Santa Barbara offers graduate students opportunities


Florida A&M University’s College of Education welcomed faculty visitors from the University of California at Santa Barbara this week after partnering with FAMU to create the UCSB-FAMU Partnership program for graduate students.

FAMU students have the opportunity to participate in a seven-week summer program in California at UCSB where they’ll be trained, mentored and prepared for graduate level research. 

“The purpose of the program is designed to give our students a background evaluation in higher level research,” said Charles Ervin, an associate professor in the department of secondary education and chair of the UCSB-FAMU committee. “It gives the faculty an opportunity to see who the bright students are and how they can benefit from such a program.”

In an effort to recognize diversity within the institution, UCSB chose FAMU for its partnership in 2011.

This is its first partnership program with an HBCU, according to Walter L. Boggan Jr., the director of admissions and outreach for the graduate division at UCSB. Boggan said the program will be exclusive to FAMU and expressed his excitement about the universities’ collaboration.

Patricia Marin, associate director of the UC Educational Evaluation Center at UCSB, said when considering graduate school, students should be serious and do their homework.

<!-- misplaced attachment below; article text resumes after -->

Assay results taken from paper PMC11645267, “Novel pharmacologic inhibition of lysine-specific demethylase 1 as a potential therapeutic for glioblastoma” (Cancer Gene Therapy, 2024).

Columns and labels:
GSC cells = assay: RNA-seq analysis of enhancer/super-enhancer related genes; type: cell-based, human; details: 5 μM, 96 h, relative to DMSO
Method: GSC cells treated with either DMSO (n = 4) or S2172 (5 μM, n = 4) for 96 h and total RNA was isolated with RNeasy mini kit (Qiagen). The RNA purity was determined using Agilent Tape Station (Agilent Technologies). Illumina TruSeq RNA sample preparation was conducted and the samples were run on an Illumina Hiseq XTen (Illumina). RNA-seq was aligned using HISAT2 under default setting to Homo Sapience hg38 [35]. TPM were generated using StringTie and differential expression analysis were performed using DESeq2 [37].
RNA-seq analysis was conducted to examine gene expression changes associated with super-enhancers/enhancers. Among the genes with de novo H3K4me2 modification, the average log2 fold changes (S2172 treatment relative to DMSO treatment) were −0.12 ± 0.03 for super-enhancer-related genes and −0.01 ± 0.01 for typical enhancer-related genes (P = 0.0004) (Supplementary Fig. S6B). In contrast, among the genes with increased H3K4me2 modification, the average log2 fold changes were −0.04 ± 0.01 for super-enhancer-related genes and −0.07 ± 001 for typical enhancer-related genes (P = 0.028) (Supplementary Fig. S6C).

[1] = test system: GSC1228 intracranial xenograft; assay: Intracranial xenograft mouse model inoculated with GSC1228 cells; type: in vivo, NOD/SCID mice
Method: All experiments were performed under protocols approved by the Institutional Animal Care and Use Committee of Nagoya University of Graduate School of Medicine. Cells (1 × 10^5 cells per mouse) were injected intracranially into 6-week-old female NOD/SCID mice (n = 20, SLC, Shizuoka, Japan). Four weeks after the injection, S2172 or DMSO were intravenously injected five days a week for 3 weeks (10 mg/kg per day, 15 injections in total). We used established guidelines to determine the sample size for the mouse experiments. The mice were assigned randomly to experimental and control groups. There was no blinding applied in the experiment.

“Students need to see, ‘Where do I want to go? What is my long-term vision? What is my short-term vision, and what do I need to do to get there?'”  

Lois Harmon, 21, an elementary education graduate student, did her homework and made the decision to apply for the UCSB-FAMU Partnership program.  She was accepted as one of the first of four students to experience a summer at UCSB.

“I knew this program would give me the preparation I needed to apply to graduate school,” said Harmon. “The confidence of just saying that it’s not just a desire of mine to get a Ph.D., but I really can do it. It was great to have the encouragement, support and the exposure to exercise graduate resource skills.”

Harmon eventually applied to UCSB’s graduate school and was accepted into their doctoral program.

“I was able to apply for their graduate school and receive a fee waiver for my application because of my participation in the summer program,” she said.

Harmon received four years of funding after being admitted in the fall.

“A lot of doctoral programs across the country are in need of diversity,” said Boggan. “This is a great institution that prepares students for graduate studies. This is one of the top institutions that we wanted to have a partnership with.”

There will be a webinar for the program on Oct. 2 in the FAMU DRS, Building 62, room 212 at 5:30 pm. For more information about the UCSB-FAMU Partnership or the UC-HBCU Initiative, e-mail, subject line “Scholars Inquiry.”